Janice Van Dyke

Killington Peak

Janice on Killington Peak, VT, with her dog, Eli

Janice, can you give us some brief background on your former life in the corporate world?

I have spent the past 30 years working in the ever changing healthcare industry. My work experiences are varied having spent time in practice management, hospital quality management, pharmacy benefit management, project management, research, and private consulting. I have also taught business and marketing classes at a private ski academy and at the collegiate level. I was very lucky to have worked in positions that offered a good balance of professional and personal life. That balance was tantamount to me especially while rearing a child. However, my last job at a research company often required long hours and frequent travel, so I was thankful my son was in college during that time. And despite my long hours, work ethic, and extensive experience, I lost my job during company layoffs. I had top seniority in the life sciences group, was the oldest, and (probably) had the highest salary. Definitely whiffs of ageism and “salaryism” but will save that topic for another interview!

Can you tell us what led you to start hiking and mountain climbing or was this something you had always done?

Lake George, Adirondacks

Black Mountain, Southern Adirondacks, NY (overlooking Lake George)

My parents told me that my legs were kicking wildly when I was born, so I was destined to be a roamer right from the tender age. I think I got the hiking bug when my father took me on a hike along old railroad tracks in northeastern Pennsylvania. I remember seeing deer, rabbits, an old trestle, and beautiful flowers. My mother packed us a picnic lunch, and I got to carry it in an old rucksack. I also have to give credit to the counselors at Camp Archbald because we would often hike, do camp craft, and sleep out under the stars. I went to Penn State University and joined the PSU Outing Club and that expanded my outdoor experiences considerably. I also spent time reading books by Nessmuk (aka George Washington Sears) and John Muir. By the time I graduated from university, traveling by foot (rural and urban) became second nature to me.

Do you spend time outdoors every day? Is there a certain time of day that you find most magical?

Yes, I spend time outdoors every day. In addition to hiking, I also enjoy swimming, kayaking, tennis, and cycling. During the winter, you will find me snow hiking, cross country skiing or snowshoeing. I don’t alpine ski much anymore due to the expense and having to leave my dog behind. A year ago, I adopted an Australian Cattle Dog/Basenji mix. He is a high energy breed hence my love for the outdoors blends perfectly with his nature. I always love a gorgeous sunrise and sunset but also appreciate the other parts of the day. It is all magical to me. I love seeing the light of late morning streaming through the trees as well as the tones cast on the countryside when the daylight turns to dusk. I feel blessed to be living in a rural area where I can take in nature’s beauty at all times of the day and night. One of my favorite things is going out to view the stars, and when scheduled, waving to the International Space Station.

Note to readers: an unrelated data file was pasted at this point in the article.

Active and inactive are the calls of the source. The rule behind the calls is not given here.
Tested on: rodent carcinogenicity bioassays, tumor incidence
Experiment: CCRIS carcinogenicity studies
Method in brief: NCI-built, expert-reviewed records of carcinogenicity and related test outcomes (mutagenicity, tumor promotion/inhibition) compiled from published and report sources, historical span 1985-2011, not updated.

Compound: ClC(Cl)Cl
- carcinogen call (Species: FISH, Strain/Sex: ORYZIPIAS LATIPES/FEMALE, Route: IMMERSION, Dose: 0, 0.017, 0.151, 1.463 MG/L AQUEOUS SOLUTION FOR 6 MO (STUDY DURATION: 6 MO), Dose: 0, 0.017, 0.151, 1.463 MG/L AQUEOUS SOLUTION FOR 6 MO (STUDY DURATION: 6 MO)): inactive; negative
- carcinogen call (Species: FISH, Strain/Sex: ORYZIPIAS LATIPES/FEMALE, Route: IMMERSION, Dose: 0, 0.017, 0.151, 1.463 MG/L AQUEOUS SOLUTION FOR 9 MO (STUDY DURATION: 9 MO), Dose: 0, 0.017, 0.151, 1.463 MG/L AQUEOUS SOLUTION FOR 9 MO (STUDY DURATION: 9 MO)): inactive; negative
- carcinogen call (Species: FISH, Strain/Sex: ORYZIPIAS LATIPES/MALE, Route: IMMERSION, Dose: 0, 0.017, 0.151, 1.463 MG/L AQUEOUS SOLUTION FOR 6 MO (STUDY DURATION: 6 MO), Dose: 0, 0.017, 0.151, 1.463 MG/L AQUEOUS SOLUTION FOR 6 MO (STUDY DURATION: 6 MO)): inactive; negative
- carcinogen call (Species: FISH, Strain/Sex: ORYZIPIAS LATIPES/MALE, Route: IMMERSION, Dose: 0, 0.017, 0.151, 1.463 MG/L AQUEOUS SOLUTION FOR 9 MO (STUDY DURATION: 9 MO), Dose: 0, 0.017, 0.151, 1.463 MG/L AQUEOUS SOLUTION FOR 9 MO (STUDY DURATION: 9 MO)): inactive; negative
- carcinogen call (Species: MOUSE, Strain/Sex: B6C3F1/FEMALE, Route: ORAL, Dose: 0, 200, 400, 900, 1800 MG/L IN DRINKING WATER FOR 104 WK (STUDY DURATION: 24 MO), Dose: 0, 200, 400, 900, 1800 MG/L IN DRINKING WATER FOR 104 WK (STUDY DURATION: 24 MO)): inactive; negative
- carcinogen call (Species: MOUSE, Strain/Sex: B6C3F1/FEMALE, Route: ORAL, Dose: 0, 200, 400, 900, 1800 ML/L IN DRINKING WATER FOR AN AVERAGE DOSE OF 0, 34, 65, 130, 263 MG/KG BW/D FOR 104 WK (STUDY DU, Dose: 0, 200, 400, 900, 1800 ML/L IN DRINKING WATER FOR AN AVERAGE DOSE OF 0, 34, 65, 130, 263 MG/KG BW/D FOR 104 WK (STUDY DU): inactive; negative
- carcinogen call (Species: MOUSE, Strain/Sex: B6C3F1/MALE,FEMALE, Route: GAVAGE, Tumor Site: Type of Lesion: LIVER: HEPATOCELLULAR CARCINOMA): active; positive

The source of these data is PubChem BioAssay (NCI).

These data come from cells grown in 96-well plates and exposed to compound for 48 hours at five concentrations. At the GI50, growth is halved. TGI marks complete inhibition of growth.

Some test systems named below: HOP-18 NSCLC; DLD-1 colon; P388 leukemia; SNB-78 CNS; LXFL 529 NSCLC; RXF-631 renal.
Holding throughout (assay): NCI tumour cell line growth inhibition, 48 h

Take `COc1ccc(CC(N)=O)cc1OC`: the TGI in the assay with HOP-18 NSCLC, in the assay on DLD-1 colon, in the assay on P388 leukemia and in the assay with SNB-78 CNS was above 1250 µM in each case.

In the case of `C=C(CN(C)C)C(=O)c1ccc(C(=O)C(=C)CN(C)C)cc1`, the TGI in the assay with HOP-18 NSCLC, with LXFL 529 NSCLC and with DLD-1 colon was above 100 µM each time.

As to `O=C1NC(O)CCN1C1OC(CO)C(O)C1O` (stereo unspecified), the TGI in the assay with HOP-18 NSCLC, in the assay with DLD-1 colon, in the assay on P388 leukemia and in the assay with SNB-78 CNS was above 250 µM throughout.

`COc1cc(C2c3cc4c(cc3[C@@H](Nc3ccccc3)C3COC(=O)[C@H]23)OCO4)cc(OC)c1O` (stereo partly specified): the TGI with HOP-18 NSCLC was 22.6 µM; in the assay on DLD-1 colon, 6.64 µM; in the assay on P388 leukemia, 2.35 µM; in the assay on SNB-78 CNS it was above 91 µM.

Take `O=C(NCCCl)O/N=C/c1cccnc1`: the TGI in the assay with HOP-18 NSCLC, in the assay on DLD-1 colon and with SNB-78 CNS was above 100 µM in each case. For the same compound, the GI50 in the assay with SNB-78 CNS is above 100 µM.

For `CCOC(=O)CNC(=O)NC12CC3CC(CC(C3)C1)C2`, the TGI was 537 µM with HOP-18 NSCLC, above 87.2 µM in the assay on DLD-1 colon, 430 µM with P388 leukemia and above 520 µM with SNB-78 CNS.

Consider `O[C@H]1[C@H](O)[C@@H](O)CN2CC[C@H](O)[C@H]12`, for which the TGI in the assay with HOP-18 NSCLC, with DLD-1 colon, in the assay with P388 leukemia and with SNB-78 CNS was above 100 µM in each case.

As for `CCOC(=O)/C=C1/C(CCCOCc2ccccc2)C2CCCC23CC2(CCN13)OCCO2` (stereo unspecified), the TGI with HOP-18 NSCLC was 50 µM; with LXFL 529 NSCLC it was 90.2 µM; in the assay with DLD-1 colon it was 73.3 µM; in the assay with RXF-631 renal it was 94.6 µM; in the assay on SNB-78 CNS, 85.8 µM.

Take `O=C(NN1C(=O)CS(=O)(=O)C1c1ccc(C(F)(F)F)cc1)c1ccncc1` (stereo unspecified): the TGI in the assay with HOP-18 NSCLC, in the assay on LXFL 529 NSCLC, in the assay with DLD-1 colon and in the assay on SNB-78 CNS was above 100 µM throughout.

Do you find there is a spiritual or meditative aspect to hiking?

Canyonlands near Moab, Utah

Canyonlands near Moab, Utah

Indeed! When I got laid off from my job, I felt fearful and despondent. Along with the support from family and

friends, I felt the time outdoors helped me find the strength to carry on. Sometimes my self talk can turn sour, so the noises of nature, be it a tree creaking, a bird singing, or my feet shuffling through the leaves, helps soothe my soul. In 1993, I took a course in Transcendental Meditation (TM) techniques. I often do TM while on my hikes even with my dog in tow. It is really something to behold sitting on a mountain top practicing TM. I also enjoy the company of friends while on the trails. Some of the most interesting conversations have cropped up while ambling through the forest.